Education – with a twist of passion

by Edward Henkler on April 7, 2015

I’m sure most of you have heard the expression, “teaching to the test”. It’s the suggestion that schools teach their students to succeed on the standardized tests which are used to judge academic performance. The result can be a student who qualifies for the best schools but may be poorly prepared for the schoolwork at that elite school.

It is also my belief that education often ignores a student’s passion but rather tends to teach by rote. This process purports to identify the “smartest” students. I’m willing to concede that the process identifies smart students who will fare well in many settings but it completely overlooks many other talented individuals who may not learn well in a traditional classroom.

My wife often admits on her blog that she can’t add 2+2 <but she can help you decorate your home in a style that you will love>. In 30+ years of marriage, I have watched even simple math elude her unless a calculator was handy. With the advent of computers, programming fell into that same category of inaccessible knowledge for her. Until recently…..

Six years ago, as I began my own transition, she also left her job and began to pursue her dream. She had always wanted to be a magazine editor and blogging created that opportunity. She has worked virtually non-stop for the last six years to build an innovative and very popular blog with over a million page views in a recent month. She may not be an elite programmer but she created her own blog, built the framework of mine, and handles all of the back end technical administration for both of our blogs. She has become my go-to techie, which would have been unimaginable even 5 years ago. The story gets better…

The top bloggers must also have excellent digital photography skills to ensure that their content is acceptable to Pinterest and magazine editors. Once again, she has taken classes and studied independently until she has expert knowledge. I overheard her helping our younger daughter get started and she was discussing the very technical aspect of lenses and photographic techniques, reminding me of my high school and college physics classes.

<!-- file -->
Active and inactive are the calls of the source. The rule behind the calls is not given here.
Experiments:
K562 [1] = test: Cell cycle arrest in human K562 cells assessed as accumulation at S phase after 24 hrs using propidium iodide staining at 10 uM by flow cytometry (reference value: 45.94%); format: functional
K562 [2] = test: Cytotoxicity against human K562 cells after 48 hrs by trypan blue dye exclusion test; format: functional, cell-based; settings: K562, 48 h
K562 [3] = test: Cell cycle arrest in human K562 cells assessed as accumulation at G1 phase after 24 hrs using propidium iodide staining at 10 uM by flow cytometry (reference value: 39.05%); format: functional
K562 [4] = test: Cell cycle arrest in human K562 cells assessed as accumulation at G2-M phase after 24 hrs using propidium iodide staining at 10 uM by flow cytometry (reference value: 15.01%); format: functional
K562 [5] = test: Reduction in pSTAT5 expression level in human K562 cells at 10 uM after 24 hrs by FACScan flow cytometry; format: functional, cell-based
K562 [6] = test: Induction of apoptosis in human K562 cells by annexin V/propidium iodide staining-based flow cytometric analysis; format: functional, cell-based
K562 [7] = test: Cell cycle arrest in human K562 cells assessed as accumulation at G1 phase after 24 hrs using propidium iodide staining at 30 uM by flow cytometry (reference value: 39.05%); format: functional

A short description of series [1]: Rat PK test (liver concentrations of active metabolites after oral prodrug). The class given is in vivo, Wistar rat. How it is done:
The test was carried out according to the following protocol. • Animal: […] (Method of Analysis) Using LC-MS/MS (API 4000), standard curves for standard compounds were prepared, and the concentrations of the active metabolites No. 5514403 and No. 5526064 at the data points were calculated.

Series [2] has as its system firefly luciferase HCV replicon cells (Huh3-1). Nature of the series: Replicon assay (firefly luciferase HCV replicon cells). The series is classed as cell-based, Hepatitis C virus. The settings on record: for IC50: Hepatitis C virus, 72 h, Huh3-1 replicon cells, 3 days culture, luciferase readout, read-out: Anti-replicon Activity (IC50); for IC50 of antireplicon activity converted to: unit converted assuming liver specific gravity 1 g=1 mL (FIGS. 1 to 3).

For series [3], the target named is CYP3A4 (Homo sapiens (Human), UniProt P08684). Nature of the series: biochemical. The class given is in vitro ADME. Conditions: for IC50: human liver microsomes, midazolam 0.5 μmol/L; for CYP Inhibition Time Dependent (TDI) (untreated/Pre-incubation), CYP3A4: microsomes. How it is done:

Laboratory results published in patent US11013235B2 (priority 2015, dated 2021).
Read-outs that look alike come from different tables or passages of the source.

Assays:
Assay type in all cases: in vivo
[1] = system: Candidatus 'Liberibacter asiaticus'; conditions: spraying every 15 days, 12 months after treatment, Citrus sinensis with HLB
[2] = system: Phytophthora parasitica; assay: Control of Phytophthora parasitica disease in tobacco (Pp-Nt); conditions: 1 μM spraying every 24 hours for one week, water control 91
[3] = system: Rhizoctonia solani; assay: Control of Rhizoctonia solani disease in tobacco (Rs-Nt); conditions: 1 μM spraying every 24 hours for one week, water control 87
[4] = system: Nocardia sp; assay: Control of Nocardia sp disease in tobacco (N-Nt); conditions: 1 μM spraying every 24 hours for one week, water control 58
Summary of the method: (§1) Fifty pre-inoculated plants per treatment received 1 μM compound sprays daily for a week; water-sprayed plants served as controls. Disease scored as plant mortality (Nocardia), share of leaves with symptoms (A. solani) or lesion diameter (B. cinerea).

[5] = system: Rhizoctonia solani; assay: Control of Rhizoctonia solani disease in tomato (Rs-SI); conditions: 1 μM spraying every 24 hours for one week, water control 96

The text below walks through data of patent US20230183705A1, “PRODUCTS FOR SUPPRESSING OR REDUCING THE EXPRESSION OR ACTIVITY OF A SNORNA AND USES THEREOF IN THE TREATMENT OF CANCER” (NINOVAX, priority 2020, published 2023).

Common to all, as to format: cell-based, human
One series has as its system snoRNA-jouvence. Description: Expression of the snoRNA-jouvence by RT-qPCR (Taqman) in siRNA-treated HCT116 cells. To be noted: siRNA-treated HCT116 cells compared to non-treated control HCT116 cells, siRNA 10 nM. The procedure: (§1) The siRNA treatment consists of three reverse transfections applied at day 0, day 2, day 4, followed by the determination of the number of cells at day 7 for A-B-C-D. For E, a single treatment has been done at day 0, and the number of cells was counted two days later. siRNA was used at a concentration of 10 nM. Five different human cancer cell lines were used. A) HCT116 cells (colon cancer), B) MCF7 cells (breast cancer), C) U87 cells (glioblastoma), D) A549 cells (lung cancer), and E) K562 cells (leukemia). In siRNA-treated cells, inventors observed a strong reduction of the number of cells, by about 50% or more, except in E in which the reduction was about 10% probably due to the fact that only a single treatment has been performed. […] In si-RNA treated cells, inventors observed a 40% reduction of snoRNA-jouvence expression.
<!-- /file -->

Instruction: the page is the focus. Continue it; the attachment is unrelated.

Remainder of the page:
Diane

So the person who can’t add 2+2 is now conversant with html, optics and a few other technical subjects. Do you think she might have been more successful in high school if someone had taught to her passion rather than trying to fit her into a standard box? How many others might succeed brilliantly with more creative approaches to academics? Personalized medicine is becoming a reality; perhaps it’s time for personalized education…

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{ 4 comments… read them below or add one }

Linda Weeks April 22, 2015 at 4:53 pm

How wonderful! I see how your collaboration with Ms. Diane has really created an exciting product! (She is wonderful, too) What a great partnership! My best regards, Mr. H!

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Edward Henkler April 22, 2015 at 5:28 pm

Thanks, Linda – it’s been an interesting time for us but I think we’ve grown tremendously at a time when many are contemplating retirement – very enervating!

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Jerzy April 22, 2015 at 6:24 pm

“. . . personalized education.”

You nailed it, Mr. Henkler! It’s called homeschooling! :-)

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Edward Henkler April 22, 2015 at 6:40 pm

Thanks!

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